If you've ever traveled overseas, say to western Europe, you know well the meaning of "jet lag." Within a matter of hours, we are transported across nine time zones and land early in the morning in another country and culture. While it may be 8 a.m. where you settle, your body says its eleven pm. where you came from and you should be in bed. Despite the wonders of modern transportation, something Lewis and Clark could only imagine in their wildest dreams, it takes a little more time for you to acclimate. For me, it is always going west, into daylight all the way, and landing at home that causes a few days for head and body to catch up with each other.
The point is that time is essentially our invention. The earth and planets revolve around the sun and light and darkness has for billions of years passed across this planet which we say mark day and night. This, we might say, is the ordinary pattern of daily living. There is nothing we can do to speed up or slow down that process - "time moves on" as we say.
The same is true with our liturgical calendar. Post Easter season and the Feast of Pentecost, we return to that time called Ordinary. The green color becomes predominant in the vestments of the priest and we settle in to a more routine. No Easter candle standing prominently in the sanctuary, flowers may be more subdued, far too early for the Christmas crib or the purple of next year's Lent. This is a time familiar to us in its more "ordinary" pattern.
Yet, we may use that word to imply a kind of same old/same old. Or even a lesser sense of boredom. However, when we understand that the purpose of this season is to walk the Christian life through reflecting on the life of Jesus: his teachings, parables, interactions, miracle stories during the years of his public ministry. What does it mean for us, in our daily walk with the Lord, to know him and to live our our Christian call through baptism, to be his missionary disciples? The Word of God is rich with inspiration and provides us the truth revealed by the Holy Spirit.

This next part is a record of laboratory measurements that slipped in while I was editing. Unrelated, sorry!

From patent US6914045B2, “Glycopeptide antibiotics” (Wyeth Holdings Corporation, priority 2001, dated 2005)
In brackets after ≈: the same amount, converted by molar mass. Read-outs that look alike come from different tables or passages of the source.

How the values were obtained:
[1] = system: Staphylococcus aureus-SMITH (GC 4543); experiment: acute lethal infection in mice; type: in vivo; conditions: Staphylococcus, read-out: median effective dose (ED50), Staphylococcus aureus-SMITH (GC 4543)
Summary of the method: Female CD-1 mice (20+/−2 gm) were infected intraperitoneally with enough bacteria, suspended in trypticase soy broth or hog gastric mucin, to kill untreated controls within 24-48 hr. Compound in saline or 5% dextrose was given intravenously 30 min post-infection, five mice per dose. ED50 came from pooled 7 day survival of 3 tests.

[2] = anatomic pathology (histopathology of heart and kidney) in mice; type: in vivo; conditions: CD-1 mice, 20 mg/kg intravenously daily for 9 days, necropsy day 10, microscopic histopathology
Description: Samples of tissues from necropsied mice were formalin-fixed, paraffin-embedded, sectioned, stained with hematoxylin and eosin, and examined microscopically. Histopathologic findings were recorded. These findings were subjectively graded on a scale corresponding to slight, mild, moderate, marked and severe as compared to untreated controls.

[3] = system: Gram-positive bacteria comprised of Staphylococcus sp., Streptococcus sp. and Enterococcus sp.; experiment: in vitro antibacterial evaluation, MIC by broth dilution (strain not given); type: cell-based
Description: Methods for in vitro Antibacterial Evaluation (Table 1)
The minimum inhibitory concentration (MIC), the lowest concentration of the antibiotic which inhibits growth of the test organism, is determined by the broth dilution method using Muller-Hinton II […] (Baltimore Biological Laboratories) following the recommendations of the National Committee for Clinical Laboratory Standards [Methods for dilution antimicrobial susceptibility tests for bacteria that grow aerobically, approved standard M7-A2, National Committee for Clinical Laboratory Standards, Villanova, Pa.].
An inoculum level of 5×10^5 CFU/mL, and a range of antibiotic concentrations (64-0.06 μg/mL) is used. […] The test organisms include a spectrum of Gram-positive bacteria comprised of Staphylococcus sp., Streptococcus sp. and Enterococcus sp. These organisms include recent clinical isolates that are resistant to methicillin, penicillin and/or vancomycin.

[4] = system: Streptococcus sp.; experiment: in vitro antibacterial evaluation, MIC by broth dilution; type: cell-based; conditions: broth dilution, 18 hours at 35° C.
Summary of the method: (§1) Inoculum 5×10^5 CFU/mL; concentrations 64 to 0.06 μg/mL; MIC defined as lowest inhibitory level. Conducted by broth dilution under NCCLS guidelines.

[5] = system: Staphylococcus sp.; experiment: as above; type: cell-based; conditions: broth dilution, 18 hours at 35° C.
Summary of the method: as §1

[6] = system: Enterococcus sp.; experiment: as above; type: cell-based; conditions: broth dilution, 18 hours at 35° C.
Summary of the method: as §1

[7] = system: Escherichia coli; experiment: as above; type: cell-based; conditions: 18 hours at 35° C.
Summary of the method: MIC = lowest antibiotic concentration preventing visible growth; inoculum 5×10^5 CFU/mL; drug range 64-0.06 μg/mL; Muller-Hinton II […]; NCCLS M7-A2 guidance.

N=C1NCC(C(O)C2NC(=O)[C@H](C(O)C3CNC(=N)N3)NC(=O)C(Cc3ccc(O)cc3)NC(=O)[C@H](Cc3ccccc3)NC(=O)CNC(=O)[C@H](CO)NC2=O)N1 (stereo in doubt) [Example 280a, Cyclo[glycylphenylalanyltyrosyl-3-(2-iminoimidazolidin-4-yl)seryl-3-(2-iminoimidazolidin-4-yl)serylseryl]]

The color green symbolizes not only life but life in Christ Jesus. All living and inanimate things, created by a loving God, exist in praise of him. How can we live in praise of the Father? By coming to know his Son sent to us,
In that light, we may continue to ask the question: What part of me still needs to hear the good news preached? What part of me do I still resist conversion? How can I be more effective in my daily Christian life? As I move into summer, how's my prayer life? We can ask ourselves many important questions and find ourselves during the Ordinary Time becoming more extraordinary in our Christian/Catholic life.
So, while green predominates now until the end of November, we will also see during the week red for martyrs, white for pastors, virgins, and the Blessed Mother. All our family of Saints in heaven who cheer us on, who have run the race we are running, and who stand as our intercessors and inspiration.
May this Ordinary Time of the liturgical year be rich and meaningful for all of us. May we look to the Holy Spirit's inspiration and guide to show us the way with Christ and open our hearts to God's abundant grace and mercy.